SEC Chairman Christopher Cox became flustered when John McCain attacked him for not making stocks go up.
You don't want to see a cowardly politician when he's flustered.
Cox tried to appease McCain by lashing out at short-sellers about the financial crisis, which is roughly equivalent to lashing out at Siskel & Ebert for the box office failure of Waterworld. In his ill-considered, late-night order, Cox banned the short-selling of all "financial" stocks, throwing the market into chaos. The order was like changing the poker rules after everyone has placed their bets: "Okay everyone, deuces wild!" This is not how developed markets operate. Welcome to the new emerging market of 2008.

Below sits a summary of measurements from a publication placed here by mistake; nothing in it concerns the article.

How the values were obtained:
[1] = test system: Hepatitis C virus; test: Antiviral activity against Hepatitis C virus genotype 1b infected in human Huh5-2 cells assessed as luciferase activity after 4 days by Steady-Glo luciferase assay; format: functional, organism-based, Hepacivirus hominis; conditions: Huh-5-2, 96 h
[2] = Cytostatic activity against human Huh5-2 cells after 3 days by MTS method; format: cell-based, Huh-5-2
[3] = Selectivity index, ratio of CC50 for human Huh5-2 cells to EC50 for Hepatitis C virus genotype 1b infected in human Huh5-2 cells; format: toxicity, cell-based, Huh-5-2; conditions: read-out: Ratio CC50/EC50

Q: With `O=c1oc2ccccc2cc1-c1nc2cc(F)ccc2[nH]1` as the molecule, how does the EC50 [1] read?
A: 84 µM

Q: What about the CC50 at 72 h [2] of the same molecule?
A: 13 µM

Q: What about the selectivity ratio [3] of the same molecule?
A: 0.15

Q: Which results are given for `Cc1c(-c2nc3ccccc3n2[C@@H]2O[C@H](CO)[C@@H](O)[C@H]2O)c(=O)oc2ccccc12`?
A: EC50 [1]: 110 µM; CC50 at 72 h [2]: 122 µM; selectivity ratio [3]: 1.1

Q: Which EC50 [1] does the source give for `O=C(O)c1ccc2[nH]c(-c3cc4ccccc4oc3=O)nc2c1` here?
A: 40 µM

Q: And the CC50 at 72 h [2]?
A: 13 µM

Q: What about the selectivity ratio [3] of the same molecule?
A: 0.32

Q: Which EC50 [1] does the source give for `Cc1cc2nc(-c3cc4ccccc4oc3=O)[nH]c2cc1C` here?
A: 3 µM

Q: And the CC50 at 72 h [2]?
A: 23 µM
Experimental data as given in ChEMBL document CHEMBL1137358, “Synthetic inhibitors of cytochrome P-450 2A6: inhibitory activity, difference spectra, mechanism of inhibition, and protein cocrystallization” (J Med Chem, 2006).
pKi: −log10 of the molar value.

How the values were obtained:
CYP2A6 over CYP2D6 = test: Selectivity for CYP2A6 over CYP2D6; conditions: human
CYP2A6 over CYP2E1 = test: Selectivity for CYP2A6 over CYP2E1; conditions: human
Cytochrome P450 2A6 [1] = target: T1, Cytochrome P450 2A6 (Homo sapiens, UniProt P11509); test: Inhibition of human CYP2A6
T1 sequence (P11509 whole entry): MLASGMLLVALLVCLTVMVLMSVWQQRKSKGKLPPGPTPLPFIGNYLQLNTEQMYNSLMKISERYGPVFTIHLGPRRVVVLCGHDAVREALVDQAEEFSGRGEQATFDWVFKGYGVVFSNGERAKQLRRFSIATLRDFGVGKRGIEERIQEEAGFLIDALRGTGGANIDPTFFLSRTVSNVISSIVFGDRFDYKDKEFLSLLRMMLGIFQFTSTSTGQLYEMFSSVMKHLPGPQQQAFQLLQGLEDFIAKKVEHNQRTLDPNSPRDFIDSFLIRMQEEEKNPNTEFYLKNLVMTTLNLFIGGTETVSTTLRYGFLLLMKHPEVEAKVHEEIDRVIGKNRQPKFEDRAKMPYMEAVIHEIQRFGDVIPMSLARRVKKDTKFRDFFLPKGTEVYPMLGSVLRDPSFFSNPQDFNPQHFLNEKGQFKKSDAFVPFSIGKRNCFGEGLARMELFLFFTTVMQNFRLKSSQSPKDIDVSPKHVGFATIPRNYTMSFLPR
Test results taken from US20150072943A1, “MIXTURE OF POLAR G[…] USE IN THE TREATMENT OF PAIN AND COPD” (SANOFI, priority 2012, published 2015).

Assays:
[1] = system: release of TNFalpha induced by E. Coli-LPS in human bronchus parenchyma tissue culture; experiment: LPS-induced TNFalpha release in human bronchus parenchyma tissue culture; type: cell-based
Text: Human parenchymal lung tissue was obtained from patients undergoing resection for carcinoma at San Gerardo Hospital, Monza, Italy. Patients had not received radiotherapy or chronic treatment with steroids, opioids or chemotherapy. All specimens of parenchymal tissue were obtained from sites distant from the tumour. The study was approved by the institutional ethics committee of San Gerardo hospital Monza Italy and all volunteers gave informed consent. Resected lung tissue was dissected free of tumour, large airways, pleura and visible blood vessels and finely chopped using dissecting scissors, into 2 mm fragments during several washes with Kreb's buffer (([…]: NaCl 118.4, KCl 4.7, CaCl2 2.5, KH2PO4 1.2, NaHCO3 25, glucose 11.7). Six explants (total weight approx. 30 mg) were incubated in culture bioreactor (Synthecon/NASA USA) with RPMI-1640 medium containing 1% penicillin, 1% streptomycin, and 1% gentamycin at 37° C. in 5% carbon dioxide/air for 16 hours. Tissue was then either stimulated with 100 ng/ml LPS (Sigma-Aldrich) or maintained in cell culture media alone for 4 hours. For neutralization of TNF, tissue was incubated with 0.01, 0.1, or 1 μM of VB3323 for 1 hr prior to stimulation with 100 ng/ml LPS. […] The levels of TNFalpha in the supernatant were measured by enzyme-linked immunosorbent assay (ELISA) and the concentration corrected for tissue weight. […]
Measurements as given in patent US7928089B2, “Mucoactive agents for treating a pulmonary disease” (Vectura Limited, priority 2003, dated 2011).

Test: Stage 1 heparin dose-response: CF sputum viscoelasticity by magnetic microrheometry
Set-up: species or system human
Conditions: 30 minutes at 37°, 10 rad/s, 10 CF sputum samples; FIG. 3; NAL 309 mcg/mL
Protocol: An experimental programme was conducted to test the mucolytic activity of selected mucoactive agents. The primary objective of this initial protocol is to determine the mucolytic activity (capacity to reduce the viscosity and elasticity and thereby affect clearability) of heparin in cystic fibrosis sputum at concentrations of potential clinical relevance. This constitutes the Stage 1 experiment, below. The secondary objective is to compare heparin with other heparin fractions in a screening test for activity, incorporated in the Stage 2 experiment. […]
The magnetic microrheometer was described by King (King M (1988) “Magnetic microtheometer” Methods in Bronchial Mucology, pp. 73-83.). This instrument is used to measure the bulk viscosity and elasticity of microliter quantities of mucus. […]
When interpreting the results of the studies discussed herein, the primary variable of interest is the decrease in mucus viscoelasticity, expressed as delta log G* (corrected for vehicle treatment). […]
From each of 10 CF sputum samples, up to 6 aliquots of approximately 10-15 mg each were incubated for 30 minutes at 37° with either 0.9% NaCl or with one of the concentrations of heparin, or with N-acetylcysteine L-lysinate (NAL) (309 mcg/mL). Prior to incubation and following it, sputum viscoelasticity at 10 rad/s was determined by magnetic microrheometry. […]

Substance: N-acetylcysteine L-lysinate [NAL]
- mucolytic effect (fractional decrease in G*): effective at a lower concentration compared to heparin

Now, the coward Cox confirms the story, though he blames Paulson, not McCain, for bullying him:
Cox said the biggest mistake of his tenure was agreeing in September to an extraordinary three-week ban on short selling of financial company stocks. But in publicly acknowledging for the first time that this ban was not productive, Cox said he had been under intense pressure from Treasury Secretary Henry M. Paulson Jr. and Fed Chairman Ben S. Bernanke to take this action and did so reluctantly.